New Delhi / Mumbai: Estranged billionaire brothers Mukesh and Anil Ambani may have fought over the inheritance of their father, the late Dhirubhai Ambani, a gas-rich river basin and global acquisitions, but the two have, so far, pulled their punches on one issue that could trigger future business conflicts.
Companies owned by the sibling rivals have applied for a raft of trademarks in the past three years that are markedly similar to the other’s already established brands. Besides the similarity in names, the applications also suggest they are looking at the possibility of entering businesses that could potentially put them in direct competition.
Information available on the website of the Controller General of Patents Designs and Trademarks shows that elder brother Mukesh Ambani’s Reliance Industries Ltd (RIL) and its associates have filed for a bevy of trademarks such as Reliance Big Boy, Reliance Big Lots, Reliance Big Box and Reliance Big, among others.
The Reliance-Anil Dhirubhai Ambani Group (R-Adag) of Anil Ambani has, in turn, filed for names such as Big Reliance, Big Fresh Mall, Reliance Big Retail and Reliance Fast Retail.
R-Adag uses the ‘Big’ moniker for its entertainment and media businesses. While its FM radio business is branded Big FM, its chain of mulitplexes has recently been rebranded Big Cinemas from Adlabs Cinemas. The group’s direct-to-home television service is called Big TV, the movie rental venture is named Big Flix and its film production company is registered as Big Pictures.
The younger brother, in the past, fended off a trademark filing by Mumbai-based Apricot Media Pvt. Ltd. The company had sought brand protection for the ‘The Big TV’, but R-Adag opposed the move in the trademark office.
However, so far, the group is conspicuously quiet over the applications filed by the elder brother in the trademark office.
Similarly, the Mukesh Ambani group has kept quiet over the younger brother’s move to register Reliance Big Retail and Reliance Fast Retail. RIL operates a multi-billion-dollar retail venture under a company called Reliance Retail Ltd.
The trademark office, after receiving an application for a trademark, puts it in the public domain for three-four months, to give parties that perceive a conflict of interest an opportunity to protest. The two parties have, so far, not raised any objections against each other.
RIL, India’s largest company by market value, has also filed for brand protection for ‘Reliance Magicplex’ and ‘Qwikrent Books.Movies’ for providing retail services and entertainment, sporting and cultural activities.
The firm has created a spate of fully-owned subsidiaries whose stated business objectives could overlap with some existing R-Adag companies operating in the same space.
The moves also raise questions about the so-called non-compete clause in the family de-merger pact under which the brothers carved up the Reliance empire in June 2005. While the scheme of de-merger that split the Reliance empire was put to all the shareholders, the family agreement remains shrouded in mystery.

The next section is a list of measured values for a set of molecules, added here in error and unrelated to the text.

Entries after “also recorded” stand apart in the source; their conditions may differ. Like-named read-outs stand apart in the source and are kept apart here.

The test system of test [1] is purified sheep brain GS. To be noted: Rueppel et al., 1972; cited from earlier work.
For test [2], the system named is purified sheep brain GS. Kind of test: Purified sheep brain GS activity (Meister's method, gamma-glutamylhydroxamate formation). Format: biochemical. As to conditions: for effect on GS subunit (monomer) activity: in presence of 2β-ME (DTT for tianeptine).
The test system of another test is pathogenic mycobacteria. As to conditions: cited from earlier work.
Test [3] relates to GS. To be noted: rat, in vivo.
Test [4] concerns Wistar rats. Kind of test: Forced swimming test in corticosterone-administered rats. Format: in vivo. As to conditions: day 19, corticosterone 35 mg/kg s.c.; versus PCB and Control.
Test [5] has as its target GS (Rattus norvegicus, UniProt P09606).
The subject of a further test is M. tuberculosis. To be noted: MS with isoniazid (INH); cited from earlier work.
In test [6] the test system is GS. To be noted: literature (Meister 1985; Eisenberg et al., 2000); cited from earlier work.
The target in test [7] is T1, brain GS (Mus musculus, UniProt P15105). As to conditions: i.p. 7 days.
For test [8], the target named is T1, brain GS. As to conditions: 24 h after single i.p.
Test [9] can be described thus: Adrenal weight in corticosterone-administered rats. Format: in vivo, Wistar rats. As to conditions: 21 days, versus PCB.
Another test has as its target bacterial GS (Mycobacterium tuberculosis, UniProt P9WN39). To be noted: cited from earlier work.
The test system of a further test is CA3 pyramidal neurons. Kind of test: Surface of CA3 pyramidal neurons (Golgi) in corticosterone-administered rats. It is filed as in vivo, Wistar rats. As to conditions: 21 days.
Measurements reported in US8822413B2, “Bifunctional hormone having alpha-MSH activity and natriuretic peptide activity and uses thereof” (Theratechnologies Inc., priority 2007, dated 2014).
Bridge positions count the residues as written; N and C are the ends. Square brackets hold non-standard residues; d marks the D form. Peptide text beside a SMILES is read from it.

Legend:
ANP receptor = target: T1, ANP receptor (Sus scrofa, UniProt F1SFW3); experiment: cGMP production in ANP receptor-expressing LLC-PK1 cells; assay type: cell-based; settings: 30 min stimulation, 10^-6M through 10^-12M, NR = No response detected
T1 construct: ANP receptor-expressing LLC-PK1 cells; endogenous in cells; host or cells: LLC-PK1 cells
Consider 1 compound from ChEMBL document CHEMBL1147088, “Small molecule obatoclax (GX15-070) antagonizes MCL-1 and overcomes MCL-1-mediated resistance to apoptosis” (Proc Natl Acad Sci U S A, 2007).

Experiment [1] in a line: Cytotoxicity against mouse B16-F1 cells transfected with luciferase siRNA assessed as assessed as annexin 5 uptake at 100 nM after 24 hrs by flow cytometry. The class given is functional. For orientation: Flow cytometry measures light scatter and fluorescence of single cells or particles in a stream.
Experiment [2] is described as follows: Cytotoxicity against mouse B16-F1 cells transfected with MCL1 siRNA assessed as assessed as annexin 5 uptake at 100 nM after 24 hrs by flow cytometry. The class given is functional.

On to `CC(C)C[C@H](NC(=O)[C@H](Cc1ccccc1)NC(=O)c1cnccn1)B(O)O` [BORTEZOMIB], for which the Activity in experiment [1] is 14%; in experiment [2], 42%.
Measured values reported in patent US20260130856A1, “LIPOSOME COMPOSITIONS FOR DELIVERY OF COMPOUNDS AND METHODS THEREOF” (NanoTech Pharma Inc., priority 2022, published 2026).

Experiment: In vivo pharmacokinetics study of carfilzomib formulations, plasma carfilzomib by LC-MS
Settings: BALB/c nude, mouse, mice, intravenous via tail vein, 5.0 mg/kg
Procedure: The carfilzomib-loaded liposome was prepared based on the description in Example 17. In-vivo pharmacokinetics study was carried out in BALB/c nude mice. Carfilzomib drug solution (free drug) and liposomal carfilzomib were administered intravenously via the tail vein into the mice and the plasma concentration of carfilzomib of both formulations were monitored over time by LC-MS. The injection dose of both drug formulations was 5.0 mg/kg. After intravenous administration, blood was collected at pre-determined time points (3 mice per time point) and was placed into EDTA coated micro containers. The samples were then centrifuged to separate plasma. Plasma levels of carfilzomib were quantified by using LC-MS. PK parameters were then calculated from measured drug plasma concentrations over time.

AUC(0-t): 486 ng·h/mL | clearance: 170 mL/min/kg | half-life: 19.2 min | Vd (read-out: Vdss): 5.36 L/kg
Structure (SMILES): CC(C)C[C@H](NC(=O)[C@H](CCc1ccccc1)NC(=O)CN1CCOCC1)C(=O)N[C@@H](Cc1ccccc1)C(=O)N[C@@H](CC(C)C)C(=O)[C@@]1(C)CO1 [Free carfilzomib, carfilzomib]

Some trademarks experts who Mint spoke with differed on the issue. While some said the two parties may have agreed on some sort of a “co-existence” pact, others said it was unlikely because similar brand names are bound to create confusion among consumers.
Pratibha Singh, a New Delhi-based trademarks and patents attorney, agreed that the “phenomenon was strange”, noting that avoiding public confusion about identities of products or entities is one of the main objectives of trademark law.
“We don’t know the origin of the word ‘Big’ within the Reliance group. If it came from a common pool of assets and marks that were meant to be shared, then it is okay, but if that is not the case, then prima facie it is a case for filing an opposition,” Singh said.
Trademarks lawyer H. Subramanium said the two parties could have common brands if they had “an internal agreement” that allowed them to do so. “Trademark law allows for an honest, concurrent user,” he said, adding that while tangible assets can be divided in a de-merger, it is difficult to split intangible assets and some parties may decide to share them.
It is, however, not clear whether such an agreement exists between the two Ambani brothers.
Responding to a detailed questionnaire sent by Mint, an RIL spokesperson said: “The names mentioned in the list were part of a comprehensive set of names, which was filed as a pre-emptive step with the authorities over two years ago. This exercise was undertaken prior to the finalization of the brand names of our various retail formats. As you will appreciate, since then we have pruned the actual list of brand names, which we would like to be registered.”
The trademark website, however, doesn’t say if the applications have been withdrawn. The website shows the brand name Reliance Big as registered by RIL. The RIL spokesperson added that the company was “committed to protect our trademarks and acknowledge the right of other corporates to protect their trademarks”.
An R-Adag spokesman didn’t respond to Mint ’s questions.
Three years after their father died in 2002 without dividing the empire he built, the brothers agreed to split businesses with a 10-year non-compete agreement.
This implied one will not enter the business in which the other is already present. There is no clarity on whether the agreement puts restrictions on entering existing businesses at the time of the de-merger, or applies to new ventures as well.